Objective: To obtain a score for deciding early antifungal treatment when candidal infection is suspected in nonneutropenic critically ill patients.
Design: Analysis of data collected from the database of the EPCAN project, an ongoing prospective, cohort, observational, multicenter surveillance study of fungal infection and colonization in intensive care unit (ICU) patients.
Setting: Seventy-three medical-surgical ICUs of 70 teaching hospitals in Spain.
Patients: A total of 1,699 ICU patients aged 18 yrs and older admitted for at least 7 days between May 1998 and January 1999 were studied.
Interventions: Surveillance cultures of urine, tracheal, and gastric samples were obtained weekly. Patients were grouped as follows: neither colonized nor infected (n = 719), unifocal or multifocal Candida colonization (n = 883), and proven candidal infection (n = 97). The odds ratio (OR) for each risk factor associated with colonization vs. proven candidal infection was estimated. A logistic regression model was performed to adjust for possible confounders. The “Candida score” was obtained according to the logit method. The discriminatory power was evaluated by the area under the receiver operating characteristics curve.
Measurements and main results: In the logit model, surgery (OR = 2.71, 95% confidence interval [CI], 1.45–5.06); multifocal colonization (OR = 3.04, 95% CI, 1.45–6.39); total parenteral nutrition (OR = 2.48, 95% CI, 1.16–5.31); and severe sepsis (OR = 7.68, 95% CI, 4.14–14.22) were predictors of proven candidal infection. The “Candida score” for a cut-off value of 2.5 (sensitivity 81%, specificity 74%) was as follows: parenteral nutrition, +0.908; surgery, +0.997; multifocal colonization, +1.112; and severe sepsis, +2.038. Central venous catheters were not a significant risk factor for proven candidal infection (p = .292).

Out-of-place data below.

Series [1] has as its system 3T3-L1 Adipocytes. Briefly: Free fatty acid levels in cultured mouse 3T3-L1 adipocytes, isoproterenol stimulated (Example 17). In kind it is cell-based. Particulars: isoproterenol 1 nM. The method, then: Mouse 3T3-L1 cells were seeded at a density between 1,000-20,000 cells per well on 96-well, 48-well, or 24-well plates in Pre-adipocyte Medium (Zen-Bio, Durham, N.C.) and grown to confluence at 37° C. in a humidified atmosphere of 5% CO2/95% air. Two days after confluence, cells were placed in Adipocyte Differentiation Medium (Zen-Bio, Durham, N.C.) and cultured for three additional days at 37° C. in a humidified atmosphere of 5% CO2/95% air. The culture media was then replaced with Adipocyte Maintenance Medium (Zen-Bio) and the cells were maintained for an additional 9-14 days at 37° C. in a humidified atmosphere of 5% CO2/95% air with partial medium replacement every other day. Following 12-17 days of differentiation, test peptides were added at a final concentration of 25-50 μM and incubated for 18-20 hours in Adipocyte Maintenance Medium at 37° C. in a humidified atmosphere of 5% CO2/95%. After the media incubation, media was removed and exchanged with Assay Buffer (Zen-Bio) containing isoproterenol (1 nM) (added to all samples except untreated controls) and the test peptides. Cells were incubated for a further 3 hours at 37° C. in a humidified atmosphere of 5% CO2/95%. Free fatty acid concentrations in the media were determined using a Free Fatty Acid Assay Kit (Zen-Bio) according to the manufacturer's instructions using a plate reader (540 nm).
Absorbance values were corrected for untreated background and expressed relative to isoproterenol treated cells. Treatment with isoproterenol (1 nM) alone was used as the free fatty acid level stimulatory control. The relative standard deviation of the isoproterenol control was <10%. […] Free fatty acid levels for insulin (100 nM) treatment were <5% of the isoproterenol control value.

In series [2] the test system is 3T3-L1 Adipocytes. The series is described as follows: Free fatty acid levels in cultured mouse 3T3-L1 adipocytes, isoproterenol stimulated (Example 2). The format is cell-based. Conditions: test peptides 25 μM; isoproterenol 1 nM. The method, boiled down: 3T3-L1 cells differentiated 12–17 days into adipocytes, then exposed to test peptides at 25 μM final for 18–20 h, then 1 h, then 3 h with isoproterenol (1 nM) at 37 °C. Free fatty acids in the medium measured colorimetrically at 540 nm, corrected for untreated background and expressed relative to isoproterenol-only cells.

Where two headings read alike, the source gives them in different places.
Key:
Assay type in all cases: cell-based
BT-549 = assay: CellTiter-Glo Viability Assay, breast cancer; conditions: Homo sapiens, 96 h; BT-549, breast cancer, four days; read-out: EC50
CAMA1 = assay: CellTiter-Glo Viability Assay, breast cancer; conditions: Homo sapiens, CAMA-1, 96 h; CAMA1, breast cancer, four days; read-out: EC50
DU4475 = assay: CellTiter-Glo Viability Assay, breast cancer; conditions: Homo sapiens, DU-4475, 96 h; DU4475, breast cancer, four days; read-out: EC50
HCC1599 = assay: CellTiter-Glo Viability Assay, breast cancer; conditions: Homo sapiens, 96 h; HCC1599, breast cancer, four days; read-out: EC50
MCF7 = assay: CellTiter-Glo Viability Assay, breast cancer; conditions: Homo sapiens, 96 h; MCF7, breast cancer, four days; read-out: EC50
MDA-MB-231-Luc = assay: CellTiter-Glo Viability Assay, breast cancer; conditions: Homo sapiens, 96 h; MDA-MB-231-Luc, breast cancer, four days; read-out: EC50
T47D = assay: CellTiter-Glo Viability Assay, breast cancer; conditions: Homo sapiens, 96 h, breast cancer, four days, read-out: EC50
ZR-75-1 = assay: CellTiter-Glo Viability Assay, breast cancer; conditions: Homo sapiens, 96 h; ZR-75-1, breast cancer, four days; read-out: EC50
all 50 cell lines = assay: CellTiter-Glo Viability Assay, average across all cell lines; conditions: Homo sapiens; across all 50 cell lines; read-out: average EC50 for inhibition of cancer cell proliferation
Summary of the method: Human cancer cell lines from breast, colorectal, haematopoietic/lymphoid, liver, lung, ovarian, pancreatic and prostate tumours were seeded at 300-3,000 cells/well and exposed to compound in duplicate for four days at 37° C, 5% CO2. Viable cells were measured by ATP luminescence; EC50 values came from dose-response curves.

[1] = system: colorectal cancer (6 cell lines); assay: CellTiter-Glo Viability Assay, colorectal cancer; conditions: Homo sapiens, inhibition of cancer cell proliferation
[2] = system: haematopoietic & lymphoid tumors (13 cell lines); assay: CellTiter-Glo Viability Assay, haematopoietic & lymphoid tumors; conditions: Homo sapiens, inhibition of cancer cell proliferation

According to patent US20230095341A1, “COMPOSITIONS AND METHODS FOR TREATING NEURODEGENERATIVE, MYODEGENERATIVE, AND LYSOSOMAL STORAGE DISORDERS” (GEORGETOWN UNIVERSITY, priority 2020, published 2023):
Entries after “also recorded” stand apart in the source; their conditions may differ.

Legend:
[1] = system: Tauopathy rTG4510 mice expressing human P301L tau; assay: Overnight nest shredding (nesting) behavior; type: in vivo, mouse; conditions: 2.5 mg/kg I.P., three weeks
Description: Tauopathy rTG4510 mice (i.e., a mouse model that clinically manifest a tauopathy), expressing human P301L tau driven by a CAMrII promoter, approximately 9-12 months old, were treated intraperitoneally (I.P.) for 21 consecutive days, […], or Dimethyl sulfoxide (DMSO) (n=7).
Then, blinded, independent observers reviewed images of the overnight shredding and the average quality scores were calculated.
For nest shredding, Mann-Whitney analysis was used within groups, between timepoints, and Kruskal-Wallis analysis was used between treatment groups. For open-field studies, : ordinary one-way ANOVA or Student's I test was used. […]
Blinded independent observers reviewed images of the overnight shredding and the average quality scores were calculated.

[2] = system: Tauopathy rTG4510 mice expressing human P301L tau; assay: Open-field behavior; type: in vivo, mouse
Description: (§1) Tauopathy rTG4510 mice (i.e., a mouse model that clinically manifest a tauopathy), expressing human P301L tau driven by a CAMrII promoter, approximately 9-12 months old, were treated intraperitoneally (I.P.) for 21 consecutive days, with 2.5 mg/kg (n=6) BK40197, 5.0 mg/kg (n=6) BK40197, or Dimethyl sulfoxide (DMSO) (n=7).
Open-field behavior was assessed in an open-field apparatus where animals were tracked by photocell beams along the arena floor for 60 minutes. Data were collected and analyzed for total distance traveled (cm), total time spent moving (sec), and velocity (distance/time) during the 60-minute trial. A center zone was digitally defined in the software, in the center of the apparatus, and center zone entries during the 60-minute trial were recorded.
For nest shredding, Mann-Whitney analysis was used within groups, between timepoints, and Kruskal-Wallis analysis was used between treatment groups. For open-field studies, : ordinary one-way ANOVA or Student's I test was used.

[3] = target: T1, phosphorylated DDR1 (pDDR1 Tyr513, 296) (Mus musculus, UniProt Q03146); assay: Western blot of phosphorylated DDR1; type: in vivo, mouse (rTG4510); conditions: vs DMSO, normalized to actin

Conclusions: In a large cohort of nonneutropenic critically ill patients in whom Candida colonization was prospectively assessed, a “Candida score” >2.5 accurately selected patients who would benefit from early antifungal treatment.
From the Intensive Care Unit (CL), Hospital Universitario de Valme, Universidad de Sevilla, Sevilla; Intensive Care Unit, Hospital Universitario Dr. Negrín (SRS), and Mathematics Department (PS), Universidad de Las Palmas de Gran Canaria, Las Palmas de Gran Canaria; Infectious Diseases Unit (BA), Hospital Universitari Vall d’Hebron, Universitat Autònoma, Barcelona; Intensive Care Unit (JN, FAL), Hospital Universitari del Mar, Universitat Autònoma, Barcelona; Intensive Care Unit (JGM), Hospital Universitario Virgen del Rocío, Universidad de Sevilla, Sevilla; and Intensive Care Unit (MAL), Hospital General de Catalunya, Barcelona, Spain.
See Appendix for list of EPCAN Study Group participants.
Supported in part by a grant from Gilead Sciences, S.L., Madrid, Spain.
The authors declare that they have no competing interests.
This study was presented in part at the 34th Critical Care Congress of the Society of Critical Care Medicine, Phoenix, Arizona, January 15–19, 2005.
Address requests for reprints to: Cristóbal León, MD, Intensive Care Unit, Hospital Universitario de Valme, Universidad de Sevilla, Carretera de Cádiz s/n, E-41014, Sevilla, Spain. E-mail: email@example.com